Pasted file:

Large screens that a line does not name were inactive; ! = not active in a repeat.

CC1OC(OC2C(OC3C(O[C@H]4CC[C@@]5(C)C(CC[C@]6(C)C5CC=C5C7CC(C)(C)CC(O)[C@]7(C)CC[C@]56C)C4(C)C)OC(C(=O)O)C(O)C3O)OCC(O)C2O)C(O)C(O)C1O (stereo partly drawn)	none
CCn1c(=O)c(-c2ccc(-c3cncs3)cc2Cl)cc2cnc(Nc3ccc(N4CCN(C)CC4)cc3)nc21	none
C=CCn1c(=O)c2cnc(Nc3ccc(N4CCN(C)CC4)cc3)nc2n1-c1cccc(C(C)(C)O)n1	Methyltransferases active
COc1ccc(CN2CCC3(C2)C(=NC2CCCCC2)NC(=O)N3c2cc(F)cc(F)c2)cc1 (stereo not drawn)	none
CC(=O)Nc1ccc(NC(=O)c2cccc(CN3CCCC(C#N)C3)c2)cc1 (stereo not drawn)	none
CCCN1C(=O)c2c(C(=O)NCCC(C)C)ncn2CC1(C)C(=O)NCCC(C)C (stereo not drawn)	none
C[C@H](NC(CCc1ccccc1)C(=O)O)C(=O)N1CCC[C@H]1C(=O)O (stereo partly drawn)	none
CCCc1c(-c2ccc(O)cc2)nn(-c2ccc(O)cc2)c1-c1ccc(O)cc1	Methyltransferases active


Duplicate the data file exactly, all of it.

Large screens that a line does not name were inactive; ! = not active in a repeat.

CC1OC(OC2C(OC3C(O[C@H]4CC[C@@]5(C)C(CC[C@]6(C)C5CC=C5C7CC(C)(C)CC(O)[C@]7(C)CC[C@]56C)C4(C)C)OC(C(=O)O)C(O)C3O)OCC(O)C2O)C(O)C(O)C1O (stereo partly drawn)	none
CCn1c(=O)c(-c2ccc(-c3cncs3)cc2Cl)cc2cnc(Nc3ccc(N4CCN(C)CC4)cc3)nc21	none
C=CCn1c(=O)c2cnc(Nc3ccc(N4CCN(C)CC4)cc3)nc2n1-c1cccc(C(C)(C)O)n1	Methyltransferases active
COc1ccc(CN2CCC3(C2)C(=NC2CCCCC2)NC(=O)N3c2cc(F)cc(F)c2)cc1 (stereo not drawn)	none
CC(=O)Nc1ccc(NC(=O)c2cccc(CN3CCCC(C#N)C3)c2)cc1 (stereo not drawn)	none
CCCN1C(=O)c2c(C(=O)NCCC(C)C)ncn2CC1(C)C(=O)NCCC(C)C (stereo not drawn)	none
C[C@H](NC(CCc1ccccc1)C(=O)O)C(=O)N1CCC[C@H]1C(=O)O (stereo partly drawn)	none
CCCc1c(-c2ccc(O)cc2)nn(-c2ccc(O)cc2)c1-c1ccc(O)cc1	Methyltransferases active